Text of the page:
Millennials and Car Restoration
Car restoration is becoming a lost art among Millennials. Car restoration may involve mechanical, electric and cosmetic work. Many millennials do not know how to perform this work or even know where to start.
Overall, over the past ten years, fewer people work on their own automobiles, largely because of how complex automotive technology has become. Therefore, most Millennials did not grow up in a home where they learned to work on a car. In addition, restoration is expensive and Millennials do not have the funds to restore a vehicle. Millennials are also losing interest in cars that are more than five years old because of technological advancements.
The historic preservation of automobiles keeps both memories and time periods alive. Restored vehicles can be very valuable. There is an argument to be made that it is an important tradition to maintain. Millennials have several opportunities to get involved with vehicle restoration. They can offer to help or apprentice with a neighbor, friend or car enthusiast that works on vehicle restoration. If someone is seriously interested, McPherson College in Kansas that has a major is for the restoration of automobiles and even tractors.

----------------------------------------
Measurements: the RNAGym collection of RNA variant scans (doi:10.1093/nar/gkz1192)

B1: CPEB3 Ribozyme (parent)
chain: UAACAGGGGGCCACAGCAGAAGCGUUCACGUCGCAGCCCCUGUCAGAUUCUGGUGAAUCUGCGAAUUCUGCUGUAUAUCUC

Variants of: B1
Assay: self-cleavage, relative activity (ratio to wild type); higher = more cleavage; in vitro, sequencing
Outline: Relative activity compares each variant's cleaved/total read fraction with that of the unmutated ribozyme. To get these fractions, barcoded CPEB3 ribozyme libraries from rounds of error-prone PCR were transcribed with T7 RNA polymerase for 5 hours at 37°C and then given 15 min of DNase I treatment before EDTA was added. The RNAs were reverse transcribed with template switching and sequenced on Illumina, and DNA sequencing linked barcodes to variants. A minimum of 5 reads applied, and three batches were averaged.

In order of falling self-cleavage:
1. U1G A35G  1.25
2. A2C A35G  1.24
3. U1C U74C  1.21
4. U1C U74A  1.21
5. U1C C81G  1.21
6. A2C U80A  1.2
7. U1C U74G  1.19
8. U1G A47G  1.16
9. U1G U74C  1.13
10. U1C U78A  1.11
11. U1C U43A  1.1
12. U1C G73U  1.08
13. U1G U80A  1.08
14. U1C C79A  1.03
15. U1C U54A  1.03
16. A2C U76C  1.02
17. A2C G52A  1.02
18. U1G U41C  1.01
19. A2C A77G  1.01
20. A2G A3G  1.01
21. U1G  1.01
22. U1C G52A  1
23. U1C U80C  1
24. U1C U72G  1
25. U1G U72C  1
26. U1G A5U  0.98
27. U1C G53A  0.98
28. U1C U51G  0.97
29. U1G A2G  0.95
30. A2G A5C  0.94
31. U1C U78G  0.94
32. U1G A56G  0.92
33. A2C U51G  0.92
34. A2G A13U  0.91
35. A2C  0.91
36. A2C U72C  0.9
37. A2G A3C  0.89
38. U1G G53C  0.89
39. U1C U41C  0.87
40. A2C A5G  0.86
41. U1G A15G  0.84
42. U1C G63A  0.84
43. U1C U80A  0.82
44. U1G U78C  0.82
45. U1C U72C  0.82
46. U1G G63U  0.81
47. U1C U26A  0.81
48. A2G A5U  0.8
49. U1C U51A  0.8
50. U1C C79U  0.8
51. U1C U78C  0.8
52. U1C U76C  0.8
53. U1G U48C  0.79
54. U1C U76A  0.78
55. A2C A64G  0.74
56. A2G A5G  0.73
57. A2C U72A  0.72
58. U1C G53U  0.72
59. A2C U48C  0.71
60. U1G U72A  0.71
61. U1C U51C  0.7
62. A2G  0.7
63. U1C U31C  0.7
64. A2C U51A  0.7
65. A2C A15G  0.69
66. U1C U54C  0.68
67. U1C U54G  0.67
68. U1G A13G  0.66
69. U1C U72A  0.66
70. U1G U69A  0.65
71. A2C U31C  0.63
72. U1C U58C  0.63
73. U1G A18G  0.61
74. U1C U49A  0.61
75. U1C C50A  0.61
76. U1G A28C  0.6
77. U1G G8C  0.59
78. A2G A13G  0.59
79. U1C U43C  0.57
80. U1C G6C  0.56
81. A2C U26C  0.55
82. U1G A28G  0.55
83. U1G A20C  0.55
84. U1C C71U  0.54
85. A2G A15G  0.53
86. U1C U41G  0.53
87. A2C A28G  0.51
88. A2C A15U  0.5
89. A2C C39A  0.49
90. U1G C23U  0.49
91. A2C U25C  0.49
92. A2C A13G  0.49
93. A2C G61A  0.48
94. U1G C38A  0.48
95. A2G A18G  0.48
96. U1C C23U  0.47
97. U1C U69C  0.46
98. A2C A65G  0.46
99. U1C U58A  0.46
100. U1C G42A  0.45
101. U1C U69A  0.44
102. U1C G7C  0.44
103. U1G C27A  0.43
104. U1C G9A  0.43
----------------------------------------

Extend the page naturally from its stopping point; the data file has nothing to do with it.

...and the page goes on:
If you are someone with expertise in restoring classic cars, you can help preserve this tradition by inviting a millennial work with you. You can help teach basic knowledge and skills. This could include mechanical functions such as working on brake systems or engines, or cosmetic restoration of paint or upholstery. Going for a ride, in a fully restored car once it is completed, will be a lifetime memory.
The College of Charleston offers a well-respected bachelor’s and master’s programs in historic preservation. This year, in cooperation with the Historic Vehicle Association and the RPM foundation, Associate Professor, Barry Stiefel, Ph.D., introduced coursework year that examines the automobile as a historic artifact which is believed to be the first program of its kind.
Although it is a little known and somewhat threatened profession, the historic preservation of classic cars is important. Modern cars take design cues from automotive history. As in any endeavor, understanding history provides a window into the present and future.
Guest blog by Samantha Kloss, Kia Marketing Assistant candidate Bachelor’s Degree, Historic Preservation, College of Charleston 2018.